(I) In order to determine whether LHb-projecting VTA neurons were GABAergic, retrobeads
were injected in the LHb of a GAD2-Cre x Ai14 reporter mouse. In an effort to remove
subjective bias in determining which cells were GAD2+ (due to high background signal), for
each cell the fluorescence intensity is reported as a ratio of the soma/local background signal.
High ratios (>1) indicate GAD2+ cells. Upper left: Confocal image of retrogradely labeled VTA
cells following injection of beads (488 nm, white) into the LHb of a GAD2-Cre (546 nm, green)
Ai14 reporter line mouse with TH (647 nm, red)-immunostaining. For each bead-positive cell,
GAD2 and TH fluorescence signals were evaluated. Arrows indicate examples of analyzed cells.
Lower left: Dots indicate somatic (cell) to background (bg) ratios for GAD2 (green) and TH
(red). Note, that the TH cell/bg ratio is ~1 (i.e. somatic and background immunosignals are
similar) in almost all retrogradely labeled cells. In contrast, many of these cells have GAD2
cell/bg ratios > 1. Upper right: Confocal image from the same section and animal but in the
lateral VTA where bead-positive cells are absent as a control comparison. Lower right: Dots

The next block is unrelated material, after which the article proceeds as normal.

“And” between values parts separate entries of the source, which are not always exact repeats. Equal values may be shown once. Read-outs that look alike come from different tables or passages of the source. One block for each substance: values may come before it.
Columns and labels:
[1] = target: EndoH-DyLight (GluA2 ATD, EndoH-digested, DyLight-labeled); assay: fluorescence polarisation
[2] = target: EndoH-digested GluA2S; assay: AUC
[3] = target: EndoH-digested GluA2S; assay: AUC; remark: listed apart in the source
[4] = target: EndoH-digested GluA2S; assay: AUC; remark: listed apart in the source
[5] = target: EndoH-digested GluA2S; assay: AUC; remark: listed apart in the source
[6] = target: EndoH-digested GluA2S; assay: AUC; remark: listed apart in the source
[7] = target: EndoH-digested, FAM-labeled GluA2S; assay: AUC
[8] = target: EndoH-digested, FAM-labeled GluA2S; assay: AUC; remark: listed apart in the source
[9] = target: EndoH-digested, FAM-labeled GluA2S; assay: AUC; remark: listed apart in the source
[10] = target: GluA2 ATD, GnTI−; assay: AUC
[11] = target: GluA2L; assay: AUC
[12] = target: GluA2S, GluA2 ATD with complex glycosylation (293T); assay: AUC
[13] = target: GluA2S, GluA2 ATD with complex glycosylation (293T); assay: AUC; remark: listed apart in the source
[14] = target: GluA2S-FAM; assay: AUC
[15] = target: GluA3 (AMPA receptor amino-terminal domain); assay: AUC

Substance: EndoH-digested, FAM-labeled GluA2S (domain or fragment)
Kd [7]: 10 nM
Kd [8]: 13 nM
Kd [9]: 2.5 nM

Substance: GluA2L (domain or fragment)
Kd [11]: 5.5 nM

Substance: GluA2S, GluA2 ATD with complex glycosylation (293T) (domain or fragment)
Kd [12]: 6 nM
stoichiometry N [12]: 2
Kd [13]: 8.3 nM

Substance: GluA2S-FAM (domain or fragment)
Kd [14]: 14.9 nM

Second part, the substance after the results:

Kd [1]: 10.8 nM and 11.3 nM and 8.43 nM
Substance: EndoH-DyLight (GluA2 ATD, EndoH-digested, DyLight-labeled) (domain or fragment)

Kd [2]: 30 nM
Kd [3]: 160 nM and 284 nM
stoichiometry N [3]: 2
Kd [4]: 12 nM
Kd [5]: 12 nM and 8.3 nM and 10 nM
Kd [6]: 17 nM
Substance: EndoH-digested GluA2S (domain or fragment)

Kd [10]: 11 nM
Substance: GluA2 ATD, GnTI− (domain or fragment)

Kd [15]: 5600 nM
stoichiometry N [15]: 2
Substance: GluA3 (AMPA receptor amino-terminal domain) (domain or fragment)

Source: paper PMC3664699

indicate cell/bg ratios for TH (red) and GAD2 (green) from bead-negative cells (i.e., non-LHbprojecting) in the lateral VTA. In all cells examined TH cell/bg ratios were high indicating
DAergic identity. In the same cells, GAD cell/bg ratios were low. (Scale bar 20 µm).
(J) Same as Figure S4I, but for glutamatergic VTA neurons. Retrobeads were injected in the LHb
of a VGlut2 x Ai14 reporter mouse. Upper panel: Confocal image of retrogradely labeled VTA
cells following injection of beads (488 nm, white) into the LHb of a VGlut2-Cre (546 nm, blue)
Ai14 reporter line mouse with TH (647 nm, red)-immunostaining. Arrows indicate examples of
analyzed cells. Lower panel: Dots indicate cell/bg ratios for VGlut2 (blue) and TH (red) in beadpositive cells. Note, that the TH cell/bg ratio is ~1 or less in all but one retrogradely labeled cell.
In contrast, many, but not all, retrogradely labeled cells have VGlut2 cell/bg ratios > 1. (Scale
bar 20 µm).
Subjects and Stereotactic Surgeries
The following mouse lines (male and female, 25-30 g, >10 weeks old) were used for the
experiments: C57Bl6 mice (Charles River), TH::IRES-Cre (Jackson Laboratory, stock number:
JAX:8601, strain name: B6.Cg-Tg(Th-cre)1Tmd/J) (Lindeberg et al., 2004), TH::IRES-Cre
(European Mouse Mutant Archive, stock number: EM:00254, strain name: B6.129X1Thtm1(cre)Te/Kieg) (Savitt, 2005), DAT::IRES-Cre (Jackson Laboratory, stock number:
006660, strain code: B6.SJL-Slc6a3tm1.1(cre)Bkmn/J) (Zhuang et al., 2005), TH-GFP (Sawamoto et
al., 2001), GAD2::IRES-Cre (Jackson Laboratory, stock number: 010802, strain code: